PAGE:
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As one of the most popular and diverse musical instruments in the world, the Piano is the ultimate instrument for budding musicians, and if you dream of tinkling the ivories like greats Chopin and Ashkenazy, or modern artists Lada Gaga and Alicia Keys, piano lessons will help you achieve your musical goals.

In this Complete Guide to Piano Lessons Cost London, we’ll cover everything you need to know about learning the piano in the city, and how much you can expect to pay to play your first concerto.

How Much Does It Cost To Learn The Piano In London?

The average price for piano lessons in London ranges from £15 – £45 per hour, depending on many factors such as location, teacher experience, and whether you have access to a piano or not.  There’s a big gap between those two numbers, we know, but here’s why the cost of piano lessons is so varied in the city:

Piano Lesson Length: While most piano lessons will last an hour, some tutors offer 30-minute and 45-minute sessions, which are particularly beneficial for children and younger students with short attention spans. If you are not sure what lessons are right for you, ask your piano teacher to suggest a schedule that meets your needs and your budget.

Music Genre: What type of music do you want to play? Most piano teachers specialise in one genre or another, although many do offer a range of music styles from classical and jazz to blues and pop, so its all about finding the right tutor for you.

Piano Teacher Experience: Teachers who are classically trained typically charge more than those who focus on beginners, so you should expect to pay more for classical piano lessons than you would for a simple beginners course. Once you have made a shortlist, ask potential piano tutors to provide you with a list of their qualifications, and if possible, references or reviews from other students to help you make a more informed choice.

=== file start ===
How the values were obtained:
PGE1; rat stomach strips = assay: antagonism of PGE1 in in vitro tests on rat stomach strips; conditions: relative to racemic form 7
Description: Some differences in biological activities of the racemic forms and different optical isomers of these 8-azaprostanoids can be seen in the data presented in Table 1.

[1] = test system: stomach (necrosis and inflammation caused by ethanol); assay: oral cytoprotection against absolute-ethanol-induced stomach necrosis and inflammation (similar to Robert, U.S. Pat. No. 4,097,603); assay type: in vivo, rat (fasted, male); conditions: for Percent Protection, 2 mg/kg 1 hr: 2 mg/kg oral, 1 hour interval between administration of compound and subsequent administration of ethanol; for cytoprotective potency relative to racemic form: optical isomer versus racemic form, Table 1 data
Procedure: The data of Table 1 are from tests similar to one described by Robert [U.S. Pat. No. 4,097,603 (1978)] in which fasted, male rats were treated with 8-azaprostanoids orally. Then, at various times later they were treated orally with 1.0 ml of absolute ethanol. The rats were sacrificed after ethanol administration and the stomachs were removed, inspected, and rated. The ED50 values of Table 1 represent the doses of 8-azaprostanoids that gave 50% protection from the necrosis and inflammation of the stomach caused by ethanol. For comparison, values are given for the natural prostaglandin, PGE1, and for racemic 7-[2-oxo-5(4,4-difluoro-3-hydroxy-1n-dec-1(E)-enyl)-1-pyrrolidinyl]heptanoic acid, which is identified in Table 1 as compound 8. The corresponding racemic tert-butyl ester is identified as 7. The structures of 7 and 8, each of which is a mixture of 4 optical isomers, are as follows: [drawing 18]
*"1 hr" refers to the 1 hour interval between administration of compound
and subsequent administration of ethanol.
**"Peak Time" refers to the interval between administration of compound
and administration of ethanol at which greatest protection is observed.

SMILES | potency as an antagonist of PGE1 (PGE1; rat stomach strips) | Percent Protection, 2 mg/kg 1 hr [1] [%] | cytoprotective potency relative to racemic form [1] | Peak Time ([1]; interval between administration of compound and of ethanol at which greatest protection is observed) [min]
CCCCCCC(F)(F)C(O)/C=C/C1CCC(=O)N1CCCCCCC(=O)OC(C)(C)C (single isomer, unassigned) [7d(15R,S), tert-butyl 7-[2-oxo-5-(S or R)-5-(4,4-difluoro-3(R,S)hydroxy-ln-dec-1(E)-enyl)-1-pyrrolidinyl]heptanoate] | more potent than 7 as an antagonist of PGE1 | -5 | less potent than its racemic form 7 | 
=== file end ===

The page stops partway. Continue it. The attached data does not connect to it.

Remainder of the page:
Greyscale old piano

Location: Where you choose to learn the piano will have a significant impact on the cost of your piano lessons. If you are heading to a music school or studio, you can expect to pay anything between £35 and £45 per hour, but if you have a piano at home, and your teacher is going to come to you, you could learn to play the piano for as little as £15 per hour.

Your Musical Ability: Do you play any other musical instruments? Can you read music? If you are already an accomplished musician, you’ll find learning the piano easier than those with no musical background, and as such, you’ll be able to save money on lessons.

Piano Access: If you do not have access to a piano or keyboard, you can either rent one for your piano lessons or buy one to use at home. To buy a basic upright piano, you can expect to pay anything from £2,500, but you can rent the same model for around £550 per year. If you are fully committed to learning the piano, buying one might be a good investment, but if you are not sure if it’s the right musical instrument for you, rent first, and if you decide to buy, ask for a discount of the rental amount.

One-to-One or Group Lessons: We all learn at a different pace, particularly when it comes to musical instruments, and so if you want to learn fast, one-to-one piano lessons are the best option, but they are more expensive than group lessons. If you are learning as a family or a group of friends, group piano lessons are a great way to save money, but you won’t get as much time with your tutor as you would with a private piano lesson, and so your progress may be slower.

Beginners vs. Advanced Courses: Children’s piano lessons are often much cheaper than those for adults, and beginners courses are always less expensive than advanced courses. Use an online marketplace like Mammalo to compare the costs of piano teachers in London, and you’ll soon be playing your favourite tunes on the greatest musical instrument of all time.

How To Save Money on Piano Lessons

One of the easiest ways to save money on piano lessons London is to make use of all resources available such as online tuition, practice groups, and recently qualified piano tutors or music students who will be more than happy to teach you the basics for less than any maestro.

Volunteer to play the piano at your local church, residential care home, or hospital, join a local band or group, or have a go at writing, recording and releasing music on YouTube. The more you practice, the better you’ll be, and by this time next year, you could be giving Lang Lang a run for his money!

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